1) As the season progressed, this list got awkwardly short, especially for an orchestra like the California Symphony that doesn’t perform as frequently as our bigger-budget peers. Participants told us they couldn’t believe we didn’t perform more often, and it looked even worse when only a few concerts were on that list. 2) As they were trying to “get a sense of what we’re about,” as they said, they couldn’t really tell based on only a handful of upcoming shows

Another thing is that they started running digital ads in both English and Spanish. The Spanish ads have a link to a Spanish language landing page.

That pilot test did lead to a measurable increase in Latinx households, and so we decided to put some money behind developing the new site in both languages. Now, when we run ads in Spanish, we can link to landing pages in the same language, another step in making this important segment in our community feel invited and welcome here, as well as give them the information they need to join us.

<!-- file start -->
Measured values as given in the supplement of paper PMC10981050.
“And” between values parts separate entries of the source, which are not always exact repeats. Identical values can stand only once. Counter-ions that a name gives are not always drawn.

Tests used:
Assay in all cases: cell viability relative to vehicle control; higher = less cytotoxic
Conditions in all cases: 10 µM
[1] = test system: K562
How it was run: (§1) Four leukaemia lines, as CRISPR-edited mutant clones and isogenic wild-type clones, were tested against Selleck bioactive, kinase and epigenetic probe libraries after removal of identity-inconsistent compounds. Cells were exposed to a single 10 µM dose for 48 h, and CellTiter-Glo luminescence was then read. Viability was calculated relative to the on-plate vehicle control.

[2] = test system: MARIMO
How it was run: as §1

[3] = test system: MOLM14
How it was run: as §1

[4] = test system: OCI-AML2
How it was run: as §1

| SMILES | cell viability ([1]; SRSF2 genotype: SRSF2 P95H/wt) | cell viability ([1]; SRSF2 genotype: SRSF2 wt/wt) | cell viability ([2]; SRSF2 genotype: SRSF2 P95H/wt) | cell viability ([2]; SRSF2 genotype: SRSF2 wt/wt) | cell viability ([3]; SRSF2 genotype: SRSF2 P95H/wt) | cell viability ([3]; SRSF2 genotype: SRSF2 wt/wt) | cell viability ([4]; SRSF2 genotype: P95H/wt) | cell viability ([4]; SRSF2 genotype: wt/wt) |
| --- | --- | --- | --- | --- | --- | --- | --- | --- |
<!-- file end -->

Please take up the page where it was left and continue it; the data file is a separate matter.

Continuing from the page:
This was not new information to me because Aubrey has been reporting her success attracting a broader audience segment on Twitter for a few weeks now.

While she didn’t report on the outcomes of the changes, her discussion of how they adjusted some of the website sections to be outwardly focused rather than inwardly focused gave me something to think about. For example, instead of “Education” as a navigation header they are using “Off Stage” with subheaders focused on kids, adults and artists. They also changed “Support Us” to the more outwardly oriented “Your Support.”

A lot of the work they did was in the area of providing background information both in their program book and website. Their program notes are more about the background of the artists and music than the technical details of the music. They have song clips and information drawn from Wikipedia available online for those who want to know more. They changed their writing style to short bullet points rather than paragraphs.

Aubrey provides the rationale behind these changes based both in research and user feedback so it is definitely worth while to read this recent post.